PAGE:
Malpractices have been a signature specialty of an experienced nurse attorney when handling cases for some nurses. However, some nurses tend to forget this fact because they really felt like they should be responsible even if they never intended to commit such an error.
One such incident occurred on or about December 10, 2012, to an RN in El Paso, Texas. During the said period of time, the RN misappropriated a triplicate prescription belonging to the facility and patients, thereof, or failed to take precautions to prevent such misappropriation. Her conduct was likely to defraud the facility and patients, thereof, of the cost of the medications.
On or about December 16, 2014, the RN obtained sixty tablets of Methylphenidate 5mg and thirty tablets of Methylphenidate Er 20mg from Kroger Pharmacy, Fort Worth, Texas, through the use of unauthorized prescriptions, using the name of a Drug Enforcement Administration (DEA) agent.
The RN’s conduct was likely to deceive the pharmacy and possession of Methylphenidate through use of unauthorized prescriptions is prohibited by Chapter 481 of the Texas Health and Safety Code (Controlled Substances Act).
On or about December 10, 2014, through December 16, 2014, the RN may have lacked fitness to practice professional nursing in that she reported she misappropriated a prescription and filled the unauthorized prescription in order to ‘cognitively perform’ her job. Her condition could have affected her ability to recognize subtle signs, symptoms or changes in patients’ conditions, and could have affected her ability to make rational, accurate, and appropriate assessments, judgments, and decisions regarding patient care, thereby placing the patients in potential danger.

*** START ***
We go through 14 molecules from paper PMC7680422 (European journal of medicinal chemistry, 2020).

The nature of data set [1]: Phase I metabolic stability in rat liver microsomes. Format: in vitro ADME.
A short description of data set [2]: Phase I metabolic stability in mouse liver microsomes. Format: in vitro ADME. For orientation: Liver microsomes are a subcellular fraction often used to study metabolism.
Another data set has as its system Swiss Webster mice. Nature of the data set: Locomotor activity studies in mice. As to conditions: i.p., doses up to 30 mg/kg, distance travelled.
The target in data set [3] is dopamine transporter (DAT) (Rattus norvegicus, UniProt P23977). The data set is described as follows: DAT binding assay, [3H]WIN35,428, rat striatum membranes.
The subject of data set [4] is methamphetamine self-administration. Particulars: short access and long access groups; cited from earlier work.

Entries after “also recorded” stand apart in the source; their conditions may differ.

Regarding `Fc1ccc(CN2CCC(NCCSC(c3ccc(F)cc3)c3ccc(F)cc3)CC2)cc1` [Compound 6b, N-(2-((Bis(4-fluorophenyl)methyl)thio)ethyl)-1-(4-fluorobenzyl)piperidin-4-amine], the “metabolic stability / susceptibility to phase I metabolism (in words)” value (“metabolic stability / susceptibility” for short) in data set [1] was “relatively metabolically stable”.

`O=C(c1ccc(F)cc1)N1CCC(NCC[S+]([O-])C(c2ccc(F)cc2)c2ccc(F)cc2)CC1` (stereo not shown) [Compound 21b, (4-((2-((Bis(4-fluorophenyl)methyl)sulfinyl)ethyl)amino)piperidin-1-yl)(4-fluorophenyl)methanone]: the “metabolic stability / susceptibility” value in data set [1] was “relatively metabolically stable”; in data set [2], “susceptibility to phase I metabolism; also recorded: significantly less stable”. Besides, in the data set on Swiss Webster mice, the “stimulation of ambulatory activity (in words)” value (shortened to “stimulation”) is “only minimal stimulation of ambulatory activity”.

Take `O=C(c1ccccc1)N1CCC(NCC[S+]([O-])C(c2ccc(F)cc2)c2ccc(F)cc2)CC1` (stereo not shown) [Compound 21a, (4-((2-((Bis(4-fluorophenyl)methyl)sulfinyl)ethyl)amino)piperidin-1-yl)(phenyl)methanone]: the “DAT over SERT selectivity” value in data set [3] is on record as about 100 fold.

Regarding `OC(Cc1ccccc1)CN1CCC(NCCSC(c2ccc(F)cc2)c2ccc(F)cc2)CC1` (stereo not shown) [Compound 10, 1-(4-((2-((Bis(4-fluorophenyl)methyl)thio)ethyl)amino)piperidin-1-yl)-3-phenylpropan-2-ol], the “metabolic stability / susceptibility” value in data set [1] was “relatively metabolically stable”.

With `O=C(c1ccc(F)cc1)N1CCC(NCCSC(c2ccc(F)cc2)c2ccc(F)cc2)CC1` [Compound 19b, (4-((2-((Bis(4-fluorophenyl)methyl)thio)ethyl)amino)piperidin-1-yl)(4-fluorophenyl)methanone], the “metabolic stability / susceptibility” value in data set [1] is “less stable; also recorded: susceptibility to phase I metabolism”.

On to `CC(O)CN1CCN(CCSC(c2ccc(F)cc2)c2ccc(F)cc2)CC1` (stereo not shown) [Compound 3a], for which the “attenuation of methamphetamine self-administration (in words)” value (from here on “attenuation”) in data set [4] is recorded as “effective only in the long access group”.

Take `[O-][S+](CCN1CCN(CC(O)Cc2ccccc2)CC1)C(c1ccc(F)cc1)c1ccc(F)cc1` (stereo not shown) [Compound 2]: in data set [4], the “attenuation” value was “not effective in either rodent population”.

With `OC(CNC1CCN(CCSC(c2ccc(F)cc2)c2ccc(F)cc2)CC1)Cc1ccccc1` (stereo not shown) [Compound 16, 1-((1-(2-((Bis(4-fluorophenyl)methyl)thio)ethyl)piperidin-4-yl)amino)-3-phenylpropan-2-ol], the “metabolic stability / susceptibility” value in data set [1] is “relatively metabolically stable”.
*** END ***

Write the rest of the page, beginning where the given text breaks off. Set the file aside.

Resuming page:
This issue was filed as a complaint and sent to the Texas Board of Nursing. The Texas Board of Nursing has full jurisdiction in all cases that may affect the status of an RN or LVN’s license in the future. But they advise nurses to attend a hearing first before placing the sentence, which the RN attended for her career’s security.
During the defense, the RN admits she misappropriated a prescription written for a patient and filled that prescription for her own use. She states she needed the medications to cognitively perform her job. Respondent states her actions may have reflected a perceived drug dependency.
As a result, the Texas Board of Nursing placed her RN license to disciplinary action. It’s too bad that she failed to hire a nurse attorney for assistance, knowing that she had every reason to defend herself in the first place. Her defense would have gotten better if she actually sought legal consultation from a Texas nurse attorney as well.
So if you’re facing a complaint from the Board, it’s best to seek legal advice first. Texas Nurse Attorney Yong J. An is willing to assist every nurse in need of immediate help for nurse licensing cases. To contact him, please dial (832)-428-5679 for a confidential consultation or for more inquiries.